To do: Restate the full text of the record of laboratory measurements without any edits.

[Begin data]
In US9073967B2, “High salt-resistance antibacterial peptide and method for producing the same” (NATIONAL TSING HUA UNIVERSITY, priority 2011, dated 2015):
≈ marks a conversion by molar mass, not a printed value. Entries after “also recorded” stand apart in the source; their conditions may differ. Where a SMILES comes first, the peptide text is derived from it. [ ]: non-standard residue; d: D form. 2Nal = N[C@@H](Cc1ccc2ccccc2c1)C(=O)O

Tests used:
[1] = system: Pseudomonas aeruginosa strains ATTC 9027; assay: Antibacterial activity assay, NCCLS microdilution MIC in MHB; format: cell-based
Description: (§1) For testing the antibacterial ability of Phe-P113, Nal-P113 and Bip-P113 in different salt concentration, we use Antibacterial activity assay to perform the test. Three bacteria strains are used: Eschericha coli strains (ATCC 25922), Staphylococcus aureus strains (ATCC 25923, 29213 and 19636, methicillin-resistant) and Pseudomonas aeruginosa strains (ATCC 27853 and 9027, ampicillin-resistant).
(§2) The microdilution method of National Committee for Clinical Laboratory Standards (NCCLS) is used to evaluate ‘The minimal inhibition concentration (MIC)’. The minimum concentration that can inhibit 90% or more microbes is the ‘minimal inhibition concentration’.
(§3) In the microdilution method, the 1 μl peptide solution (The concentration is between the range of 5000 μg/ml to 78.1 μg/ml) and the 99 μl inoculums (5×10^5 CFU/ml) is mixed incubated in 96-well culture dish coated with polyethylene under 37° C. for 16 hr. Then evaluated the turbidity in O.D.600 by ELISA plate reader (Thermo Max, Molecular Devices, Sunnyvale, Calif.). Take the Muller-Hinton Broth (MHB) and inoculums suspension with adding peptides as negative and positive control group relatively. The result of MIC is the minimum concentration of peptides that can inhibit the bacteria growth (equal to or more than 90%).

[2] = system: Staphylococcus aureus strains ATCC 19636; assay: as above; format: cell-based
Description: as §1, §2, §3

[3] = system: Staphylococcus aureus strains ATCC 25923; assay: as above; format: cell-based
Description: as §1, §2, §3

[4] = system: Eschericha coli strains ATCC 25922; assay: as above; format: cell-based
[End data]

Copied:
In US9073967B2, “High salt-resistance antibacterial peptide and method for producing the same” (NATIONAL TSING HUA UNIVERSITY, priority 2011, dated 2015):
≈ marks a conversion by molar mass, not a printed value. Entries after “also recorded” stand apart in the source; their conditions may differ. Where a SMILES comes first, the peptide text is derived from it. [ ]: non-standard residue; d: D form. 2Nal = N[C@@H](Cc1ccc2ccccc2c1)C(=O)O

Tests used:
[1] = system: Pseudomonas aeruginosa strains ATTC 9027; assay: Antibacterial activity assay, NCCLS microdilution MIC in MHB; format: cell-based
Description: (§1) For testing the antibacterial ability of Phe-P113, Nal-P113 and Bip-P113 in different salt concentration, we use Antibacterial activity assay to perform the test. Three bacteria strains are used: Eschericha coli strains (ATCC 25922), Staphylococcus aureus strains (ATCC 25923, 29213 and 19636, methicillin-resistant) and Pseudomonas aeruginosa strains (ATCC 27853 and 9027, ampicillin-resistant).
(§2) The microdilution method of National Committee for Clinical Laboratory Standards (NCCLS) is used to evaluate ‘The minimal inhibition concentration (MIC)’. The minimum concentration that can inhibit 90% or more microbes is the ‘minimal inhibition concentration’.
(§3) In the microdilution method, the 1 μl peptide solution (The concentration is between the range of 5000 μg/ml to 78.1 μg/ml) and the 99 μl inoculums (5×10^5 CFU/ml) is mixed incubated in 96-well culture dish coated with polyethylene under 37° C. for 16 hr. Then evaluated the turbidity in O.D.600 by ELISA plate reader (Thermo Max, Molecular Devices, Sunnyvale, Calif.). Take the Muller-Hinton Broth (MHB) and inoculums suspension with adding peptides as negative and positive control group relatively. The result of MIC is the minimum concentration of peptides that can inhibit the bacteria growth (equal to or more than 90%).

[2] = system: Staphylococcus aureus strains ATCC 19636; assay: as above; format: cell-based
Description: as §1, §2, §3

[3] = system: Staphylococcus aureus strains ATCC 25923; assay: as above; format: cell-based
Description: as §1, §2, §3

[4] = system: Eschericha coli strains ATCC 25922; assay: as above; format: cell-based